Genetics Part 2: A resignation




1. the act of resigning.

2. a formal statement, document, etc., stating that one gives up an office, position, etc. accepting, unresisting attitude, state, etc.; submission; acquiescence:to meet one’s fate with resignation.

 It is with a heavy, heavy heart I resign. From having children. It is one of the hardest decisions I have ever made and I am still not certain about it. But I think it is the only real option. 

 We, my baby daddy and I, carry duff genes. A tiny, tiny imperfection that doesn’t affect either of us at all. But it affects our babies. 


 I have always, as long as I can remember, wanted 4 children. 

The diagram above makes it look like if I had my four children that just one of them would be unlucky enough to inherit our deaf genes. I wish that was true. What it really means is that every time we reproduce there is a 25% chance our child will be deaf. We have taken that chance twice so far and both of our children have been unlucky. That’s 100%.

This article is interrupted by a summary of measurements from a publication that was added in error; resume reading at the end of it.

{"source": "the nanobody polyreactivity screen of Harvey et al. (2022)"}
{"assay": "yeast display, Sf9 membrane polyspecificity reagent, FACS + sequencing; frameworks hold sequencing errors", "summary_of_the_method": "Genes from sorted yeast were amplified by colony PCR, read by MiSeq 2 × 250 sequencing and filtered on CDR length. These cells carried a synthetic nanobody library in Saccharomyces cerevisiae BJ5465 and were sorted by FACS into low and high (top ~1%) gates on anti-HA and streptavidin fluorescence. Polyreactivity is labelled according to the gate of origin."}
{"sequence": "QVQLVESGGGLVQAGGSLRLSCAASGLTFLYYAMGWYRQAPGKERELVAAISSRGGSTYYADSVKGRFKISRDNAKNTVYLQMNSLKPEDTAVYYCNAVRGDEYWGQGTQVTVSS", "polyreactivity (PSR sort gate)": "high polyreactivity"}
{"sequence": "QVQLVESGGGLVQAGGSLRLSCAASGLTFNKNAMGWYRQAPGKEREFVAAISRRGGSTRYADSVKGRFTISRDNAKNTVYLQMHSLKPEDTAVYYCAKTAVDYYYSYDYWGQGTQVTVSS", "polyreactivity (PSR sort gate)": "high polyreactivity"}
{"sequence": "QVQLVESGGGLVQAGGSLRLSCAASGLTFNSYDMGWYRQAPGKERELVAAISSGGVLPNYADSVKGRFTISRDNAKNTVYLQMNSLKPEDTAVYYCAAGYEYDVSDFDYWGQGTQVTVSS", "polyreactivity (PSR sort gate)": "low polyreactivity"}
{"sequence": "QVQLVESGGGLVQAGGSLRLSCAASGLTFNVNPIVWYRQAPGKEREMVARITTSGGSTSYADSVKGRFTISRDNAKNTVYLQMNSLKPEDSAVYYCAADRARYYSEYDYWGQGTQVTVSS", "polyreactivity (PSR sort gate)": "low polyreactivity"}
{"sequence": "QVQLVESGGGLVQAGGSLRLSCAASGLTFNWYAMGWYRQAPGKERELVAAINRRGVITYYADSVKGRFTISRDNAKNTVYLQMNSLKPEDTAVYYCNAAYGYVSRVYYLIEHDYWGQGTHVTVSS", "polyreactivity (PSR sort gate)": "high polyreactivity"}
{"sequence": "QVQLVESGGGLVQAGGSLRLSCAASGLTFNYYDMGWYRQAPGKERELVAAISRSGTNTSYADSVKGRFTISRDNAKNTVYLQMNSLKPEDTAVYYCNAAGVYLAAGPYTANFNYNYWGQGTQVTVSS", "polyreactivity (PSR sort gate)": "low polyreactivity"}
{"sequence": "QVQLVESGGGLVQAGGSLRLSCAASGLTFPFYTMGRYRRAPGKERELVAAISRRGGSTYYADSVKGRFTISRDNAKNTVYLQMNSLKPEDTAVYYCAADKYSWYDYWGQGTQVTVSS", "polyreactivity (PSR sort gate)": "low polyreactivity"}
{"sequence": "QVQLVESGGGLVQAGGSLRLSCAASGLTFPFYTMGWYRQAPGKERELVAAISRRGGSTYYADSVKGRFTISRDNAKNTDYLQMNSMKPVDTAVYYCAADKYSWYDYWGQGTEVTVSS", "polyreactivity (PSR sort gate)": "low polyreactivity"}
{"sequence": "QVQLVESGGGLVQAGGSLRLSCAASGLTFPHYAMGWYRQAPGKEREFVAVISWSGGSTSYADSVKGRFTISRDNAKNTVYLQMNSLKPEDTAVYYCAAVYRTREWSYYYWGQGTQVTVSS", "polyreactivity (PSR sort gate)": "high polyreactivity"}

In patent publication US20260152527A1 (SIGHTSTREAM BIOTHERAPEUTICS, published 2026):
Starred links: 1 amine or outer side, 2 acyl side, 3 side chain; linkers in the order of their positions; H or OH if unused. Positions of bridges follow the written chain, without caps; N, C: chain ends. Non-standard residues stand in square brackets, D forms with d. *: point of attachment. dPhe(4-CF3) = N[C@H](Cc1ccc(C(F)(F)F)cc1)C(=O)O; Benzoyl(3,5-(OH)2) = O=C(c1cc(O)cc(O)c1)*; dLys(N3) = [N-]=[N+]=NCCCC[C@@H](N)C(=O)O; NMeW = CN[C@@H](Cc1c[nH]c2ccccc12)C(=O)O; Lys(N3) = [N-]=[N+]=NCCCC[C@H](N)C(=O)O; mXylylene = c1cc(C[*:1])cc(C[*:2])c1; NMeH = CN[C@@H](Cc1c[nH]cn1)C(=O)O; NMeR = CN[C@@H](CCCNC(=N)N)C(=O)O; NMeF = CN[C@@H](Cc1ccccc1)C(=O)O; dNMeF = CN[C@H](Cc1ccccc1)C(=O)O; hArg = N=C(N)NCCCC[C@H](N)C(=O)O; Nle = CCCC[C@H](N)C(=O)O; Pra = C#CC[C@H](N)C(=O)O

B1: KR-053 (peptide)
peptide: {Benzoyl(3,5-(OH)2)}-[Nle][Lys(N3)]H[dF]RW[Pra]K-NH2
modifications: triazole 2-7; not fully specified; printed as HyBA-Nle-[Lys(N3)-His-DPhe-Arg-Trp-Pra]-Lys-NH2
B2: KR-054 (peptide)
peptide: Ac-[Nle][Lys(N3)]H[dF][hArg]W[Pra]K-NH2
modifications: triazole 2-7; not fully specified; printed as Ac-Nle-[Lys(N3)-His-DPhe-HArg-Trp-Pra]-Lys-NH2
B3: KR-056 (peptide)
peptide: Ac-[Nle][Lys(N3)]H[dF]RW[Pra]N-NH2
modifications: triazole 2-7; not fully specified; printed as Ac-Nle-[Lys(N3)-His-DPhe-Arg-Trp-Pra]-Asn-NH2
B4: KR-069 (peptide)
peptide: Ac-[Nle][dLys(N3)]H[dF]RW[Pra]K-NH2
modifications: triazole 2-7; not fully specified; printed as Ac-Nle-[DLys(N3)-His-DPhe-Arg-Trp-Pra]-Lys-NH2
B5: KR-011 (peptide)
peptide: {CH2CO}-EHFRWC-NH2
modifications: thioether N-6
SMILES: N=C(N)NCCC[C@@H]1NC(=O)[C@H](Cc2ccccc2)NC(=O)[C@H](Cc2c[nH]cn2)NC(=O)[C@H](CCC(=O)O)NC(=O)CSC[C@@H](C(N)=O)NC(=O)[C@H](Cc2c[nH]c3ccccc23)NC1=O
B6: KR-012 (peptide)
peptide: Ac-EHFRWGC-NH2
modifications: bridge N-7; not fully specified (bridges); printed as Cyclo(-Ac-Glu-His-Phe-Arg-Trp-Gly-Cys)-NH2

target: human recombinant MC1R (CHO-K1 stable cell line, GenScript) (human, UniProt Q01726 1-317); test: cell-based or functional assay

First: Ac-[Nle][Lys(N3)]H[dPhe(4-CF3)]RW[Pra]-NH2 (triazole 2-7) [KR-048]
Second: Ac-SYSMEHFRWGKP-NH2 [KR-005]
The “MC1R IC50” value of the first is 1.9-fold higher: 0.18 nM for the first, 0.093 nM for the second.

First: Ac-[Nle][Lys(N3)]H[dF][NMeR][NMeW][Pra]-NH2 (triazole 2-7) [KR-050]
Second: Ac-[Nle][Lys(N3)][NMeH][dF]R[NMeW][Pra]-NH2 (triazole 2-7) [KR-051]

Our children are fine, they will live normal lives and there really is very little that they won’t be able to do. But the early years of their life are a lot of hard work for us as parents. Not to say all parents don’t have their work cut out, but we are learning sign language, teaching sign language, conducting daily speech and language therapy. We are battling to get hearing aids kept in, replacing them when they fall out, watching constantly to see if they are being pulled out. We have 6 weekly hospital appointments for new moulds. We have fortnightly hearing tests to attend. We have to catch our children from every fall that we can’t prevent because if they hit their heads they could lose their hearing altogether. Not to mention all the energy we put into feeling guilty and into loving them so much to compensate that guilt.

It’s exhausting. 

I can’t do it another two times over. 

It wouldn’t be fair on them and it wouldn’t be fair on us as individuals or us as a couple.

And so, with bitterness, I resign.


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